Just as a background, Zoona is working with an MFI to do client loan disbursements. Formerly, the MFI disbursed loans in one of two ways - (1) loan officers had to travel around to loan groups with large sums of money which was neither safe nor cost effective, or (2) clients would have to travel long distances to get to their nearest MFI branch to pick up their loans at their own expense. While all of the operational challenges of this partnership have yet to be sorted out (I am hear gathering feedback about these challenges and disseminating updates about progress), Zoona's mobile agent network has the potential to make loan disbursement much easier in terms of time and cost for the MFI and clients.

b2ap3_thumbnail_Jenn-2.jpgI was really impressed by the first training, the material was not only engaging, but you could also see how interested the loan officers were in learning how to train their clients on financial education. Some of the topics that were covered were lessons on: (1) When is a loan good or bad?; (2) Tracking your business and household expenses; (3) Ways to Save; and (4) Using Zoona to manage your money. Although many people were familiar with Zoona's money transfer services, it was great to be able to talk about some of the other services that could be useful to their clients...i.e. as a safe place to deposit your money, using Zoona to pay your bills or even to repay your loan. I think I will save the part about the challenges of the Zoona account for Part II of the blog since it gets more into the nitty gritty (or mechanics) of mobile banking. After a successful 9 hours of training and a good night's sleep, though, we had to head out to our next stop on the financial education tour - Kasama. Kasama is in the northern province of Zambia, very close to the border of Tanzania and Lake Tanganyika. Based on the reactions of Zambians when I told them where I was going to next, I would also venture to say that Kasama is not a place that many people travel to for work or otherwise. This is where the trip starts getting a little more interesting/challenging as the planes start to get a bit smaller.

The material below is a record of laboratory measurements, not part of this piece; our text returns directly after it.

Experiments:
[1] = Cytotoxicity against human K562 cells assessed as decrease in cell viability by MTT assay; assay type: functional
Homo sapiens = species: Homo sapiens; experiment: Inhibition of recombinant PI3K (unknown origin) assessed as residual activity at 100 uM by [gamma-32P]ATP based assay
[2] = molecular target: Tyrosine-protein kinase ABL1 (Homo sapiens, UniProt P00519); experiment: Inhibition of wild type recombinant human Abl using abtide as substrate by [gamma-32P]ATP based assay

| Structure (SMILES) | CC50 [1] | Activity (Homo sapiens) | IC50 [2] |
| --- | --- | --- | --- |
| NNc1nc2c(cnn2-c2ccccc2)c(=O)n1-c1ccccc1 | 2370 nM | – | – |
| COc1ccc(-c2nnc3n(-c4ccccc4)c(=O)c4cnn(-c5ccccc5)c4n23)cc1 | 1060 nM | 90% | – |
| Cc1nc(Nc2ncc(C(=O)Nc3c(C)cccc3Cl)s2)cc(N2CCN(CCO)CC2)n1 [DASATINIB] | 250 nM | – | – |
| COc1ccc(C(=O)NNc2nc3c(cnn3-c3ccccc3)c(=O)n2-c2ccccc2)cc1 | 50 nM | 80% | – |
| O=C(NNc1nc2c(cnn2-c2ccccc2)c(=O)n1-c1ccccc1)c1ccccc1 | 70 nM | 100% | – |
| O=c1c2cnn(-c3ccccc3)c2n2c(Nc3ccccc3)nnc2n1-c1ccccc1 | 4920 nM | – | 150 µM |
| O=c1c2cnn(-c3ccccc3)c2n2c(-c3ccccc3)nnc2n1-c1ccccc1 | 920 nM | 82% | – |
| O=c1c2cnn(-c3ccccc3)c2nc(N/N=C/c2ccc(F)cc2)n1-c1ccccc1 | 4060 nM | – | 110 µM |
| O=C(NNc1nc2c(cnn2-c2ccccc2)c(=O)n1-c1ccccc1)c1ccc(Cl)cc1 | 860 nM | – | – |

This time we were led to the tarmac where there was a single propeller plane waiting to take us back to Lusaka , so we could then fly to Kasama. At this
point I wasn't sure I could do it...the look of panic on my face was something I couldn't even hide from our pilot who actually asked me if I was going to be okay. Obviously I made it, but I was definitely counting down the minutes till the flight was over and relied on the music from my ipod to get me through the two long trips. That's before I even realized that we had to land on a red clay/dirt runway, my first ever. You can short of tell what type of town you are arriving in by the red dirt runway and singular airport building…Kasama is sort of one horse town. There are only two flights into town per week and it is about a 10 hours to Lusaka by bus or car. Since we arrived on a Thursday, we have to stay in Kasama for the weekend until the next flight date - Monday. There are also not a whole lot of mzungus (Swahili for white person) so I definitely attracted a little bit of attention when I walked around the town.

Kasama has one main drag with a few strip malls, a few ATMs and a ShopRite, which makes Kasama the place where people come from around the smaller towns in the Northern province to do their shopping, commerce and banking. Hence, it is the perfect town for a Zoona agent. I am exci
ted to say that this was my first visit to one, apart from the training center in downtown Lusaka. I got to sit with him for a little bit of time and ask him about the challenges he was facing as an independent agent. After being in Kitwe for the training I had a little more context related to the challenges of using the agent/mobile money platform for microfinance loan disbursement from the MFI side of things, but it was great to get an agent's perspective on the challenges.